Thirty-one years ago, when ad-man Santosh Desai went to study at IIM Ahmedabad, he got quizzical reactions from people there. Studying management was an alien concept among Gujaratis—the only way to learn how to do ‘bijnis’ was by actually doing business. Few among the Gujarati business class had a clue about management education. Fewer believed that business could actually be taught. Despite India’s first IIM coming up there, studying ‘doing business’ in an institution was culturally detached from anything Gujarati.
In Narendra Modi’s vibrant Gujarat, the one thing that mattered most was business. It continues to be so. It is a cliche, but bears repeating—business runs in the blood of Gujaratis. With a business-minded Gujarati at the helm of India’s affairs, one has to see why ‘bijnis’ will occupy a greater share in the scheme of things. How will it affect governance in New Delhi? For answers, look no further than the zooming values of Gujarat-based companies in the stock market. They sense what a Modi victory will mean for business.
Across ages, Gujaratis have been known as India’s largest mercantile class that set up much of India’s industries. The first textile mill, the first polyester making facility and India’s largest milk cooperative all have had a very prominent Gujarati stamp. With Modi at the Centre, it is expected that Gujarati business, which has made the state one of the biggest business success stories in India, will come into greater national focus.
Gujarati business successes have come through family traditions and on-ground experience rather than higher education. For a true Gujarati, the time-tested formula was to get a BCom degree and then plunge into ‘dhanda’. True Gujaratis have accept this readily. “Education is not as valuable as it is in other states.... Education does not get the importance it needs even from the state government,” says senior journalist Aakar Patel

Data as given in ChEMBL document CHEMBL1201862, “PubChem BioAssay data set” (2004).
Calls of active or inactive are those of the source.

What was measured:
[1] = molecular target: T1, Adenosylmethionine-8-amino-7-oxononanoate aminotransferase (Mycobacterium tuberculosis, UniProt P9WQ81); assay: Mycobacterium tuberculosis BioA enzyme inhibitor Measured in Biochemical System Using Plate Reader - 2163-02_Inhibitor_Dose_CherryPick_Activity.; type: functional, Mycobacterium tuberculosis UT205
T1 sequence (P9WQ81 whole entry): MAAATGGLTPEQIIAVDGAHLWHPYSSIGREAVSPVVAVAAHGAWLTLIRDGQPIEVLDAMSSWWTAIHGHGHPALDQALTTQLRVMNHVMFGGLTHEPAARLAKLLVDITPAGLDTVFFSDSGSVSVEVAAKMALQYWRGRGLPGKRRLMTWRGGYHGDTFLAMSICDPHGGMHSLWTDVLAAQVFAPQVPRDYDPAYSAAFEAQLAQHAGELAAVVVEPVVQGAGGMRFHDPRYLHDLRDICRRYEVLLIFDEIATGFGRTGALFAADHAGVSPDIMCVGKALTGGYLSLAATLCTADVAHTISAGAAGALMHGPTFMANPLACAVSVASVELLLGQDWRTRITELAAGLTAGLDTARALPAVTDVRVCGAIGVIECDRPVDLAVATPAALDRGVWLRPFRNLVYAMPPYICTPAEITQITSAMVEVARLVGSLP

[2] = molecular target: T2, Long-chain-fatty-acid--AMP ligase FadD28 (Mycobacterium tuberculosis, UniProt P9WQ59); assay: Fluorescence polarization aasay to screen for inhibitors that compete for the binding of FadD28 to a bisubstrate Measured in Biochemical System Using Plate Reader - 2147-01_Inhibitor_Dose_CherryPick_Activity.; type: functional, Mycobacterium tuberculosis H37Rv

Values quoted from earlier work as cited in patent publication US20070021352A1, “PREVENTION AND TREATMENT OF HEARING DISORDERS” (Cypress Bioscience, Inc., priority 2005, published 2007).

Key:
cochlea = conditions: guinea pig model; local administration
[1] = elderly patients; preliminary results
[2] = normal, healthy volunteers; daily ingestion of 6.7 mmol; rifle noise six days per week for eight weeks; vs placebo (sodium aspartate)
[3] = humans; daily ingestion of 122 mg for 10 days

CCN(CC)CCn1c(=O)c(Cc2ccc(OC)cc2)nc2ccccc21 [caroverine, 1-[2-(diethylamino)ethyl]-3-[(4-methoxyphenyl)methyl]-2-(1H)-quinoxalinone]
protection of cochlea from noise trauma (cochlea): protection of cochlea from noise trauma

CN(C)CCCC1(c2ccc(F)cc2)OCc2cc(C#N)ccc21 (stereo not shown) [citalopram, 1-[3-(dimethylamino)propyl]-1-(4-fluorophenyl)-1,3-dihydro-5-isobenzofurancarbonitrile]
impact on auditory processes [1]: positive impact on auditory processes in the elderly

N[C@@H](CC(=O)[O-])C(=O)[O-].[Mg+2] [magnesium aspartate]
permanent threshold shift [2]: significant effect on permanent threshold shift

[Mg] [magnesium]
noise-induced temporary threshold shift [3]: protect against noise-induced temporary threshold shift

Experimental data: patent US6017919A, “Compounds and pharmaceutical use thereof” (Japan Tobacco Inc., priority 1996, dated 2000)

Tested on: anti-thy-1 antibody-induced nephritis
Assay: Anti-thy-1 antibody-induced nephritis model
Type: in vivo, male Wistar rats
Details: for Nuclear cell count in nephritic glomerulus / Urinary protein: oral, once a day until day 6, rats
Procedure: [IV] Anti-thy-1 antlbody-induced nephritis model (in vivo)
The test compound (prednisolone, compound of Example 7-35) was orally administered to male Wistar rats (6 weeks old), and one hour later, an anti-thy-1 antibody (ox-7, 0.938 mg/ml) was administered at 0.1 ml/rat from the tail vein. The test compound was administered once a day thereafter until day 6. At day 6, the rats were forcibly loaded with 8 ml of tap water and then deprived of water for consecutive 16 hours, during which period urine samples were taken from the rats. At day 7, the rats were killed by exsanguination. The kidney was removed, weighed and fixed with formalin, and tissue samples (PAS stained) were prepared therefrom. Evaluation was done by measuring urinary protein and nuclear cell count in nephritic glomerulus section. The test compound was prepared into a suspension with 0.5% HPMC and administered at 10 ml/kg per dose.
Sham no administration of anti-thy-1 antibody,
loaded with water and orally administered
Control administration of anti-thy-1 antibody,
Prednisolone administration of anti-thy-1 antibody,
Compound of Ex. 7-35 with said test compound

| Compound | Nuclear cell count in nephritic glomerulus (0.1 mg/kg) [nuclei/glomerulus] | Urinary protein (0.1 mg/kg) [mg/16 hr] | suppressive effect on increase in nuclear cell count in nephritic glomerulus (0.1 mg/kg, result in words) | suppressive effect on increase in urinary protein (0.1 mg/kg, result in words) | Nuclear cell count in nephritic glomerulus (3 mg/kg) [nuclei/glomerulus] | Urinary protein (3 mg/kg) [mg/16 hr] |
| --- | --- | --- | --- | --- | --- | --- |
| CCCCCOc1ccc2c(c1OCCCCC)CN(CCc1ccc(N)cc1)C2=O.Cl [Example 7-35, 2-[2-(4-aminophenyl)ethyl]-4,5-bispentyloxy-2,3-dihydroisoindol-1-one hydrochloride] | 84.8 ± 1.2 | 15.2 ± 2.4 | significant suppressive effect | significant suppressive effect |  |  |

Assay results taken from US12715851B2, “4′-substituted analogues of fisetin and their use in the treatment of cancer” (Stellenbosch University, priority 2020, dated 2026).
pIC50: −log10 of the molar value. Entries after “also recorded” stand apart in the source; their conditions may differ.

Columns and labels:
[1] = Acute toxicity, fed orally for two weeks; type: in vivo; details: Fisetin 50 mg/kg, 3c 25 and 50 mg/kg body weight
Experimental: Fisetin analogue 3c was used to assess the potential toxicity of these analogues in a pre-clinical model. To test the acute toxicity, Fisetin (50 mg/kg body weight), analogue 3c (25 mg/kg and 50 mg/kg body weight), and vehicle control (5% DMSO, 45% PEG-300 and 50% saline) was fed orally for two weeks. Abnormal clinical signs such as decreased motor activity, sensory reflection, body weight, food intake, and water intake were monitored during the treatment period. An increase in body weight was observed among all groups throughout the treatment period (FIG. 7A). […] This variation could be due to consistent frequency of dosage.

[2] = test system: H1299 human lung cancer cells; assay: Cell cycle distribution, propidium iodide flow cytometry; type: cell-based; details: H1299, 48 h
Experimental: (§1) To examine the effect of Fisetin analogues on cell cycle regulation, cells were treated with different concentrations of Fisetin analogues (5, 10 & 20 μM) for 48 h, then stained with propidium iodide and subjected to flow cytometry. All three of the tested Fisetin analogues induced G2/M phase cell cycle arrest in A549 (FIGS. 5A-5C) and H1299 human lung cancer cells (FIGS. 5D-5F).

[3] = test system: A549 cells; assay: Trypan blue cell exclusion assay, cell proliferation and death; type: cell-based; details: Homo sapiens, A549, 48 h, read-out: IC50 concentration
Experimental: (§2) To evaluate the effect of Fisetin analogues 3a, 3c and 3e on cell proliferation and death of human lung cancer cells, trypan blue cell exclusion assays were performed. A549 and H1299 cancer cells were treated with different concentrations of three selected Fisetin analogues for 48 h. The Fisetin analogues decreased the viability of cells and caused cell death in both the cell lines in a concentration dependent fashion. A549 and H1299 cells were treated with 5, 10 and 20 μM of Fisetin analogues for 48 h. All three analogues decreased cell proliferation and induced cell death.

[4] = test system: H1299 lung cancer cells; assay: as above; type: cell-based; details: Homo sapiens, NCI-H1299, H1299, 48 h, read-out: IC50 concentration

Unlike India’s other business community, the Marwaris, Gujaratis have been more of go-getters, taking risks and boldly entering uncharted territories. Take for instance Dhirubhai Ambani, who, in the land of Gandhi and cotton, introduced polyester as the poor man’s fabric. Or Karsanbhai Patel, who went a step further and started making synthetic detergent by hand, thereby merging Gandhian small-scale industry with modern chemistry. “More than others, Gujaratis have always been counter-intuitive businessmen. They tend to get into new businesses and try out new opportunities. For instance, the Adanis went into ports when no one was looking at it,” says author Harish Damodaran.
Unlike Marwaris, Gujaratis have been outward-looking, and have been the first among India’s trading communities to go beyond Indian shores, to East and South Africa, Burma and to the US to set up their business and networks.
So why is business so deeply rooted in Gujarati tradition? Experts say that Gujaratis’ business instinct resulted from the state’s geographical location—it has for centuries been a trading centre and an entry port for supplying India. Business historian Dwijendra Tripathy says, “With locational advantages of a long coastline, ports including Cambay and Surat—considered to be the best in India before the rise of Bombay—Gujarat is a virtual window to the outside world. Its rich hinterland and well-developed trade routes connect it to the rest of the subcontinent and beckoned its residents to profitable business opportunities.”
Commercial ethics is so pervasive in Gujarat that it drew in even non-mercantile groups. Business historian Raman Mahadevan says, “The strong mercantile tradition and business ethic rooted among Gujaratis, along with the ability to take advantage of opportunities in business makes for a success story.” Examples are aplenty. For instance, who ever thought that India can make a success of importing rough diamonds and become one of the world’s largest hubs of cutting and polishing them? The Surat diamond industry, one of the largest and most valued in the world, is almost entirely managed by Palanpuri Jains.